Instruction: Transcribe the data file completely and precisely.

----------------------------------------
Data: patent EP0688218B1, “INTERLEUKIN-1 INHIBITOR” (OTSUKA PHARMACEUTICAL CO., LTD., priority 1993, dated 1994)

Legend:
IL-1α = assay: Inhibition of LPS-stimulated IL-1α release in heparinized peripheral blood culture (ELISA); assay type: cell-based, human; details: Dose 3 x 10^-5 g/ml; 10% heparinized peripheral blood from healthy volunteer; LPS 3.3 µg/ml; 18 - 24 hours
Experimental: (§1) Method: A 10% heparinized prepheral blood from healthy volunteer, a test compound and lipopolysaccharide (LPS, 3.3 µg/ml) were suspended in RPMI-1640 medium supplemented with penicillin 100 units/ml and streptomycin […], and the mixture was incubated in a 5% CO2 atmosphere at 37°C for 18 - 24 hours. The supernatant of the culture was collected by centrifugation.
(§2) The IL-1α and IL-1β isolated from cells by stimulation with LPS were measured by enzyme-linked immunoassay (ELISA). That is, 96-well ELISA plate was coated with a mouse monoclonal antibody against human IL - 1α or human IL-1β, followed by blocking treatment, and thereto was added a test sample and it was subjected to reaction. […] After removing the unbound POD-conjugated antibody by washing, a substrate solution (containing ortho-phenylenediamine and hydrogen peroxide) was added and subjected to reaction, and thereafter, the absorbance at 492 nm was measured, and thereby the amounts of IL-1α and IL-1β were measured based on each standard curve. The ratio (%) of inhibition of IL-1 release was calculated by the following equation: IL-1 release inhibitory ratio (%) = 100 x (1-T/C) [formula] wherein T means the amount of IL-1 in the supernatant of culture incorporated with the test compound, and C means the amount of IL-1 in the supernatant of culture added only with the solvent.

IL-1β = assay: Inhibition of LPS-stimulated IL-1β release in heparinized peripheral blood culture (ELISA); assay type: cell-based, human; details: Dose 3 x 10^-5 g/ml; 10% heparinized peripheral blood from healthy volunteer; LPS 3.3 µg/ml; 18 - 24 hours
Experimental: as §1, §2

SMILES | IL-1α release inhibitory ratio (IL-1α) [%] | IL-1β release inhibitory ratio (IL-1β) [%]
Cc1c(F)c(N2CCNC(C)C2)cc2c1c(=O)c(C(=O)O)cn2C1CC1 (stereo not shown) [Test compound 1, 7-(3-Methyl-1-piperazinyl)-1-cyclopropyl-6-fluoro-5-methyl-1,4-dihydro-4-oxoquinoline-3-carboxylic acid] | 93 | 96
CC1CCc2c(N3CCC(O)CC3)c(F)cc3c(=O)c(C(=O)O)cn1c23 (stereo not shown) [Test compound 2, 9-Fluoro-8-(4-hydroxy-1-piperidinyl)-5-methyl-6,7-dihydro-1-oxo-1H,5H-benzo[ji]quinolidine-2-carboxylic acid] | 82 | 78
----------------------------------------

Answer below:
Data: patent EP0688218B1, “INTERLEUKIN-1 INHIBITOR” (OTSUKA PHARMACEUTICAL CO., LTD., priority 1993, dated 1994)

Legend:
IL-1α = assay: Inhibition of LPS-stimulated IL-1α release in heparinized peripheral blood culture (ELISA); assay type: cell-based, human; details: Dose 3 x 10^-5 g/ml; 10% heparinized peripheral blood from healthy volunteer; LPS 3.3 µg/ml; 18 - 24 hours
Experimental: (§1) Method: A 10% heparinized prepheral blood from healthy volunteer, a test compound and lipopolysaccharide (LPS, 3.3 µg/ml) were suspended in RPMI-1640 medium supplemented with penicillin 100 units/ml and streptomycin […], and the mixture was incubated in a 5% CO2 atmosphere at 37°C for 18 - 24 hours. The supernatant of the culture was collected by centrifugation.
(§2) The IL-1α and IL-1β isolated from cells by stimulation with LPS were measured by enzyme-linked immunoassay (ELISA). That is, 96-well ELISA plate was coated with a mouse monoclonal antibody against human IL - 1α or human IL-1β, followed by blocking treatment, and thereto was added a test sample and it was subjected to reaction. […] After removing the unbound POD-conjugated antibody by washing, a substrate solution (containing ortho-phenylenediamine and hydrogen peroxide) was added and subjected to reaction, and thereafter, the absorbance at 492 nm was measured, and thereby the amounts of IL-1α and IL-1β were measured based on each standard curve. The ratio (%) of inhibition of IL-1 release was calculated by the following equation: IL-1 release inhibitory ratio (%) = 100 x (1-T/C) [formula] wherein T means the amount of IL-1 in the supernatant of culture incorporated with the test compound, and C means the amount of IL-1 in the supernatant of culture added only with the solvent.

IL-1β = assay: Inhibition of LPS-stimulated IL-1β release in heparinized peripheral blood culture (ELISA); assay type: cell-based, human; details: Dose 3 x 10^-5 g/ml; 10% heparinized peripheral blood from healthy volunteer; LPS 3.3 µg/ml; 18 - 24 hours
Experimental: as §1, §2

SMILES | IL-1α release inhibitory ratio (IL-1α) [%] | IL-1β release inhibitory ratio (IL-1β) [%]
Cc1c(F)c(N2CCNC(C)C2)cc2c1c(=O)c(C(=O)O)cn2C1CC1 (stereo not shown) [Test compound 1, 7-(3-Methyl-1-piperazinyl)-1-cyclopropyl-6-fluoro-5-methyl-1,4-dihydro-4-oxoquinoline-3-carboxylic acid] | 93 | 96
CC1CCc2c(N3CCC(O)CC3)c(F)cc3c(=O)c(C(=O)O)cn1c23 (stereo not shown) [Test compound 2, 9-Fluoro-8-(4-hydroxy-1-piperidinyl)-5-methyl-6,7-dihydro-1-oxo-1H,5H-benzo[ji]quinolidine-2-carboxylic acid] | 82 | 78